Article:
Mr. Al Habtoor takes a few steps forward and extends his hand in greeting. I take his hand and shake it enthusiastically. He is clad entirely in white, from the keffiyeh on his head to the traditional Emirati long cloak he is wearing, called a kandura. He is holding a string of prayer beads, which he plays with during our conversation. Although Mr. Al Habtoor’s clothes are monochromatic, his personality is very colorful. He is bubbling with new ideas, full of laughter and quite outspoken. He is also extremely friendly and a delightful conversationalist.

During our chat, which is focused mainly on the topic of peace in the Middle East, I come to understand his unique perspective on some of the region’s most important issues. He is critical of Israel but also extends an olive branch to the Jewish state. He wants to see a better future for the Palestinians, but he isn’t shy about calling out their leaders when necessary.
“Khalaf Al Habtoor,” says Ms. Badawi, making a formal introduction.
“Good morning!” I say.
“Good morning,” he responds.
“It’s a real honor to meet you.”
“It’s nice to meet you, too. You are from the States,” he says.
“Where about?”
“I am originally from Brooklyn, New York,” I explain.
“That’s a city I love,” he tells me with a smile.
“When did you arrive in this country?”
“Just yesterday?” he asks, surprised. He takes a seat near the window and motions for me to do the same.
“Yes, and so far everything has been wonderful. Yesterday I passed by the Burj Al Arab Hotel,” I tell him. “I understand that you built it.”
“That’s correct.”
“It’s very beautiful,” I offer. “Unbelievable.”
“Where are you staying?” he asks. When I mention the name of the hotel, he asks which neighborhood it’s in.
“I really don’t know,” I say. “I’ve been using my GPS to get around.”
“You’re driving?” he asks, surprised once again.
“And it’s your first time in the country?”
“And you’re driving! That’s very good.”
“I was told that the roads here are wonderful,” I explain.
“So are the signs; they’re very easy to follow. But if you can drive in New York, you can probably drive anywhere. But first, what can I offer you to drink?” He motions for a butler, and within seconds a young uniformed man appears. “What would you like? Coffee? Juice? Tea?”
“Water would be great.”
“Water,” he calls out to the butler.
“I just want you to know that I feel very welcome here. I’ve been able to walk around like this,” I say, pointing to my yarmulke and peyos, which I have made no attempt to hide.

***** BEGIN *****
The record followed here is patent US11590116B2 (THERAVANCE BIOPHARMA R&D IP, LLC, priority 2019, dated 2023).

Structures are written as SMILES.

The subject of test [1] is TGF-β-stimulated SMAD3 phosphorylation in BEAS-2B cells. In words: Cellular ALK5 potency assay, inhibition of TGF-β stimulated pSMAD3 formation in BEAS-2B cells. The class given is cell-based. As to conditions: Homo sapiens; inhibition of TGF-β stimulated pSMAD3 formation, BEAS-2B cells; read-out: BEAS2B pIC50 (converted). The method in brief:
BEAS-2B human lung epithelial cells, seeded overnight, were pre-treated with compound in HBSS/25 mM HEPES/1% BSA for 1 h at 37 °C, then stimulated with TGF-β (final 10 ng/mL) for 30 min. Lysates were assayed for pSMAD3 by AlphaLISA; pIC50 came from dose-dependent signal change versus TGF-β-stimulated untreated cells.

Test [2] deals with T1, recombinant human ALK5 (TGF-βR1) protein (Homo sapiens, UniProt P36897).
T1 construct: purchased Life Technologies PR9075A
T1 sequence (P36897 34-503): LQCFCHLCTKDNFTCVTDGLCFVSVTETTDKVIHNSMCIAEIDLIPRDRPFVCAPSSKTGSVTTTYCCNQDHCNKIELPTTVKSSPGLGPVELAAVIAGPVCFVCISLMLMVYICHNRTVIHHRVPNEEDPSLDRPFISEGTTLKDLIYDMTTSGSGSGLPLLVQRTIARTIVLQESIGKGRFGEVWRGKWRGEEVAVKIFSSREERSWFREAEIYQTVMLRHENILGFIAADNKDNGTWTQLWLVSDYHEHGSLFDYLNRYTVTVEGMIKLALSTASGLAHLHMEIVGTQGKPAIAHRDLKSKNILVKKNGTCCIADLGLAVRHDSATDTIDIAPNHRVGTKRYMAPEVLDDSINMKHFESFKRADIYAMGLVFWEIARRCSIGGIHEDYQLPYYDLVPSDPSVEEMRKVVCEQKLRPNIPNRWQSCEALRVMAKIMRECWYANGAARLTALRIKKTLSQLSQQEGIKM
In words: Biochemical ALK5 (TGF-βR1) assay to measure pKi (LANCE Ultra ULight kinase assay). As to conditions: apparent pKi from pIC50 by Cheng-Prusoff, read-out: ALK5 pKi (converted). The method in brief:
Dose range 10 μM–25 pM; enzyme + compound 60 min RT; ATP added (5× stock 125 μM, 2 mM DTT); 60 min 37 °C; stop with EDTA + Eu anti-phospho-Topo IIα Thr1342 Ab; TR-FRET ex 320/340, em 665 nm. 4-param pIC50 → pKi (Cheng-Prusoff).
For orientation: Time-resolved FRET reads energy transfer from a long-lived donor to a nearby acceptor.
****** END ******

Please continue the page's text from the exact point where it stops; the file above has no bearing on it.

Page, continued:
“Yes,” he says, as if this is a regular occurrence.
“It’s a bit of a surprise to me,” I say. “I wasn’t sure if it would be possible, but so far everyone is very friendly. People have been stopping me on the street and asking if they can take a picture with me. It’s been a very nice experience.”
Mr. Al Habtoor smiles, apparently accustomed to the cultural tolerance in Dubai.
“I understand you’re responsible for building up a lot of this city,” I say, trying to steer the conversation in another direction.
“That’s correct,” he says. But apparently he’s not done making small talk. “I used to have a friend who was a producer of documentaries. His name was Nat Sherman, a little short guy, and he was Jewish. He was one of the greatest men I ever knew, but unfortunately he passed away. I loved that guy. I still miss him.”
“There’s a famous tobacco shop in New York by that name,” I tell him. “They make their own luxury cigarettes and cigars.”
“I’ve heard of them. Maybe it’s the same family.”
Our little game of Jewish geography now over, he is ready for me to begin my questioning.
“One of the things I’ve noticed,” I say, “is that you are very outspoken when it comes to your vision for peace and tolerance in the Middle East. How did you get involved in this?”
Mr. Al Habtoor thinks for a moment before answering. “I’m not a politician, but whenever I feel that something is wrong, I state my opinion, even if some people don’t like it, although many people do. I’m the kind of person who doesn’t like to hide things. I’m transparent.”
“How is Israel perceived in the Gulf?” I wonder. “Is it a country that people want to partner with, or is it a curse they have no choice but to live with?”